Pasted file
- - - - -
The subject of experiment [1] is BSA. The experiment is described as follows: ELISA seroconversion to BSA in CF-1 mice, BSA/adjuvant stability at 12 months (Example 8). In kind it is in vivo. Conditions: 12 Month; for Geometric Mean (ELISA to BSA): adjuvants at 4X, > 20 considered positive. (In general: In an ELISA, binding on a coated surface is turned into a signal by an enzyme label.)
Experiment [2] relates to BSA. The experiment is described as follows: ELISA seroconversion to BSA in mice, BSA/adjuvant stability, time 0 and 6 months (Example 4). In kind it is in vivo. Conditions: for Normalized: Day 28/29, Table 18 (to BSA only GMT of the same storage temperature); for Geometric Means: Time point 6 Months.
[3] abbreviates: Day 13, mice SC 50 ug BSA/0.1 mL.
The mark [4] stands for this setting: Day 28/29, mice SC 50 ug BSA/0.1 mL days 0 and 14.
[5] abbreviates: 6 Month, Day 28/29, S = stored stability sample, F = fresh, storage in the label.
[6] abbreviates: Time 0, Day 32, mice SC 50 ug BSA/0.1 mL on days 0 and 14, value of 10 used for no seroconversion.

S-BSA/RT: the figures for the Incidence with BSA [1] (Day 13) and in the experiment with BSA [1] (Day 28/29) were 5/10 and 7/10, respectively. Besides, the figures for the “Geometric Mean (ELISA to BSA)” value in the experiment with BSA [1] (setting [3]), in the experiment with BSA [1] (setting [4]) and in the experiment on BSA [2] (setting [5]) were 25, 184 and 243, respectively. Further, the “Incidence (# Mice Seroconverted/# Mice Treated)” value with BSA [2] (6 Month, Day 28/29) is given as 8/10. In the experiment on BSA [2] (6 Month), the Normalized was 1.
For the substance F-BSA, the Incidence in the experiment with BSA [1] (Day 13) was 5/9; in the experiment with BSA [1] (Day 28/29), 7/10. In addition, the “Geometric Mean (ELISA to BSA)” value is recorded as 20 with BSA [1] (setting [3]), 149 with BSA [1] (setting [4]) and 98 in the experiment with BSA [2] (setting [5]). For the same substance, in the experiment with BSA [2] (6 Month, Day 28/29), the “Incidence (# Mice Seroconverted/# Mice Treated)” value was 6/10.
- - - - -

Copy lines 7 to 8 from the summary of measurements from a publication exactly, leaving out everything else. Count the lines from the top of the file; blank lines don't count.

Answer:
S-BSA/RT: the figures for the Incidence with BSA [1] (Day 13) and in the experiment with BSA [1] (Day 28/29) were 5/10 and 7/10, respectively. Besides, the figures for the “Geometric Mean (ELISA to BSA)” value in the experiment with BSA [1] (setting [3]), in the experiment with BSA [1] (setting [4]) and in the experiment on BSA [2] (setting [5]) were 25, 184 and 243, respectively. Further, the “Incidence (# Mice Seroconverted/# Mice Treated)” value with BSA [2] (6 Month, Day 28/29) is given as 8/10. In the experiment on BSA [2] (6 Month), the Normalized was 1.
For the substance F-BSA, the Incidence in the experiment with BSA [1] (Day 13) was 5/9; in the experiment with BSA [1] (Day 28/29), 7/10. In addition, the “Geometric Mean (ELISA to BSA)” value is recorded as 20 with BSA [1] (setting [3]), 149 with BSA [1] (setting [4]) and 98 in the experiment with BSA [2] (setting [5]). For the same substance, in the experiment with BSA [2] (6 Month, Day 28/29), the “Incidence (# Mice Seroconverted/# Mice Treated)” value was 6/10.